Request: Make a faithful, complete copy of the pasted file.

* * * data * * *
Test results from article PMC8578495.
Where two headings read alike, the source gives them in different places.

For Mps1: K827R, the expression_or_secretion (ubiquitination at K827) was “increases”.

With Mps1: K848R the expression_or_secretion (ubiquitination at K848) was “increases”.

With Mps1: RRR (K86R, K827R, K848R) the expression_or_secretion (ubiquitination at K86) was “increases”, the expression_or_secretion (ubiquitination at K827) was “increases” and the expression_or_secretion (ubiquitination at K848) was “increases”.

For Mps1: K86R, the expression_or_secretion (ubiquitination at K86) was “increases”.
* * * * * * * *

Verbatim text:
Test results from article PMC8578495.
Where two headings read alike, the source gives them in different places.

For Mps1: K827R, the expression_or_secretion (ubiquitination at K827) was “increases”.

With Mps1: K848R the expression_or_secretion (ubiquitination at K848) was “increases”.

With Mps1: RRR (K86R, K827R, K848R) the expression_or_secretion (ubiquitination at K86) was “increases”, the expression_or_secretion (ubiquitination at K827) was “increases” and the expression_or_secretion (ubiquitination at K848) was “increases”.

For Mps1: K86R, the expression_or_secretion (ubiquitination at K86) was “increases”.